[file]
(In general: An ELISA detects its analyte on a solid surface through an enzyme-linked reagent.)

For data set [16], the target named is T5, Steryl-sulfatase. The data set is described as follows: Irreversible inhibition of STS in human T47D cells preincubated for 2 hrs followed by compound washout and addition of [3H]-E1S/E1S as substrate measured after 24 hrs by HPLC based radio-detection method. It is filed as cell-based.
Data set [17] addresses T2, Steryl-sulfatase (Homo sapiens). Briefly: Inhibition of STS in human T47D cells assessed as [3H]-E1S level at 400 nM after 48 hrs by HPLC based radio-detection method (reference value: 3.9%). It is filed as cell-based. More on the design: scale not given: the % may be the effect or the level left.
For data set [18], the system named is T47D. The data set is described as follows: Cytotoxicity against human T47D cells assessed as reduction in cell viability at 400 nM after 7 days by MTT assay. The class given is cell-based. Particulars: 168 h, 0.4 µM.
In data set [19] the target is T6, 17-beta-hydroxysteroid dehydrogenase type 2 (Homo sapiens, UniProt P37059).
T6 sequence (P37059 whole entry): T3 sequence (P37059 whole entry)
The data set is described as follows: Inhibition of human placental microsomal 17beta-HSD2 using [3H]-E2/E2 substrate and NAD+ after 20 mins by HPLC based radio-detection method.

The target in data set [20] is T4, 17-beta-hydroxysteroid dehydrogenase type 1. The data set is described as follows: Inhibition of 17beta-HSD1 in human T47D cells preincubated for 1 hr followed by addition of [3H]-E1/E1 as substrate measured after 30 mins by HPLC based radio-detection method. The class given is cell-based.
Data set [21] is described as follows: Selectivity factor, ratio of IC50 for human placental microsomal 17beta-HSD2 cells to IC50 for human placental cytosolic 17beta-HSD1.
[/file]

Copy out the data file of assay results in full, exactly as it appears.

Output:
(In general: An ELISA detects its analyte on a solid surface through an enzyme-linked reagent.)

For data set [16], the target named is T5, Steryl-sulfatase. The data set is described as follows: Irreversible inhibition of STS in human T47D cells preincubated for 2 hrs followed by compound washout and addition of [3H]-E1S/E1S as substrate measured after 24 hrs by HPLC based radio-detection method. It is filed as cell-based.
Data set [17] addresses T2, Steryl-sulfatase (Homo sapiens). Briefly: Inhibition of STS in human T47D cells assessed as [3H]-E1S level at 400 nM after 48 hrs by HPLC based radio-detection method (reference value: 3.9%). It is filed as cell-based. More on the design: scale not given: the % may be the effect or the level left.
For data set [18], the system named is T47D. The data set is described as follows: Cytotoxicity against human T47D cells assessed as reduction in cell viability at 400 nM after 7 days by MTT assay. The class given is cell-based. Particulars: 168 h, 0.4 µM.
In data set [19] the target is T6, 17-beta-hydroxysteroid dehydrogenase type 2 (Homo sapiens, UniProt P37059).
T6 sequence (P37059 whole entry): T3 sequence (P37059 whole entry)
The data set is described as follows: Inhibition of human placental microsomal 17beta-HSD2 using [3H]-E2/E2 substrate and NAD+ after 20 mins by HPLC based radio-detection method.

The target in data set [20] is T4, 17-beta-hydroxysteroid dehydrogenase type 1. The data set is described as follows: Inhibition of 17beta-HSD1 in human T47D cells preincubated for 1 hr followed by addition of [3H]-E1/E1 as substrate measured after 30 mins by HPLC based radio-detection method. The class given is cell-based.
Data set [21] is described as follows: Selectivity factor, ratio of IC50 for human placental microsomal 17beta-HSD2 cells to IC50 for human placental cytosolic 17beta-HSD1.